Peter Brown looks at the importance of management gurus to business schools and their students

He was the business guru's guru. CK Prahalad, who died in April, had two great theories: first, that successful corporations needed a "core competency"; and second, that there was "a fortune at the bottom of the pyramid" – in other words, that the world's poor could be seen as a huge market.

With these ideas, Prahalad, who taught strategy at the Stephen M Ross School of Business, Michigan, genuinely changed the way corporations did business. And in so doing, he did more than many academic researchers, says Mark de Rond, of Cambridge Judge Business School. "Too often we write for people like us – a small and relatively insular community," says De Rond. "Gurus are here to remind us of the importance of research that makes a practical difference to organisations."

Gurus tend to be brilliant speakers, writers, thinkers or performers. Very few are all four. "There's a whole industry of consultants going round peddling second-hand gurus," says David Sims, of Cass Business School. "Students hear about them on training courses and some come here believing that a particular thinker is the answer to everything. We encourage people to be aware of a range of views, then think it out sensibly for themselves."

Books by management gurus, he says, are like diet books. You buy one, find it indigestible, put it on the shelf – then buy another one.

"In the world of business thinking, there is a lot of froth," agrees Des Dearlove, who with Stuart Crainer runs The Thinkers 50, a website that ranks management thinkers. Nonetheless, there are a few people addressing serious issues, and Prahalad, Dearlove says, was unique. "He combined the intellectual detachment of a business school professor with the humanity of a social activist and the pragmatism of a chief executive."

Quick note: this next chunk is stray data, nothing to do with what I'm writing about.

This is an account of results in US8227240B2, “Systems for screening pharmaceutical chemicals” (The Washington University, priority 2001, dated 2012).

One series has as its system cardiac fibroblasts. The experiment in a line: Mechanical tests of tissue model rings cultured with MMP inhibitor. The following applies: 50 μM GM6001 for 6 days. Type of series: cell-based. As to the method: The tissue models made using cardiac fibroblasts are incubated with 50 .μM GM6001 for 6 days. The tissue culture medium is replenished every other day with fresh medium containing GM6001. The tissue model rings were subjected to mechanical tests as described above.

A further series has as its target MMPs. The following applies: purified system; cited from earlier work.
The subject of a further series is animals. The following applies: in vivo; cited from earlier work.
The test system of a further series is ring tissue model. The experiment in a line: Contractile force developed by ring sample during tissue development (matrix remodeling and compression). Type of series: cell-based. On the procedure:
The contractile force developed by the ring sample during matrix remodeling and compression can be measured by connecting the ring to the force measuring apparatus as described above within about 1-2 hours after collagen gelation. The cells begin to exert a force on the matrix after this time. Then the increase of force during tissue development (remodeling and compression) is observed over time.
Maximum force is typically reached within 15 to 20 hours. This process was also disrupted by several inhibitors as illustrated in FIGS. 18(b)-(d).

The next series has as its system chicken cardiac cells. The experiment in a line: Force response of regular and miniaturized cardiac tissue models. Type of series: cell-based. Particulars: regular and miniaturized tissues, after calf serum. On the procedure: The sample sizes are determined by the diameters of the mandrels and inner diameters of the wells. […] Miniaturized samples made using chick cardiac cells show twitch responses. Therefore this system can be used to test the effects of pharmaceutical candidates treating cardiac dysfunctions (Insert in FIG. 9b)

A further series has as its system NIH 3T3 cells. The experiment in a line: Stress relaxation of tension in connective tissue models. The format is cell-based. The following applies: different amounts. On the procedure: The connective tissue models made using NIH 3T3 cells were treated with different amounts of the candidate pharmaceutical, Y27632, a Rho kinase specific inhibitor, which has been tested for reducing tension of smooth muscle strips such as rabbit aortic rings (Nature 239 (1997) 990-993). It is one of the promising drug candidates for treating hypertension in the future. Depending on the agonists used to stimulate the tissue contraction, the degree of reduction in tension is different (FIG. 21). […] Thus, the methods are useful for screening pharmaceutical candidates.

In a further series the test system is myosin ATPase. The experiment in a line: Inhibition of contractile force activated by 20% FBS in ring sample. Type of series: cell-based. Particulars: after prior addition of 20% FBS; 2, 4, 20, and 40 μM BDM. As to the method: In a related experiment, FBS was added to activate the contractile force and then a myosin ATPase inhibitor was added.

Prahalad was one of only two thinkers (the other being Peter Drucker) to have topped the ranking on consecutive occasions. So whom will MBA staff and students turn to next?

"Malcolm Gladwell is in pole position," Dearlove says. "He came second in the most recent Thinkers 50. He's certainly a big intellect and a brilliant storyteller – but does he have anything really profound to tell us?"

Other well-known gurus include Tom Peters, Gary Hamel and Harvard's Michael Porter. All are established "brands" with a "platform" – people know their central messages. But they have been around for decades. For some newer thinking, Dearlove points to three Nobel Prize-winning economists: Muhammad Yunus, Paul Krugman and Joseph Stiglitz. He also likes Costas Markides, at London Business School, who is looking at how business ideas can be used to solve seemingly intractable problems such as drug addiction and street crime.

Successful businessmen form a powerful sub-branch of gurudom. Steve Jobs, Bill Gates, Sir Richard Branson, Jack Welch, Warren Buffett – all seem persuasive in print. "Yes, they have the war stories," says Sims. "But people who succeed don't always know how they did it. It's a bit like asking a concert pianist, as they come off stage, 'How did you manage that?'"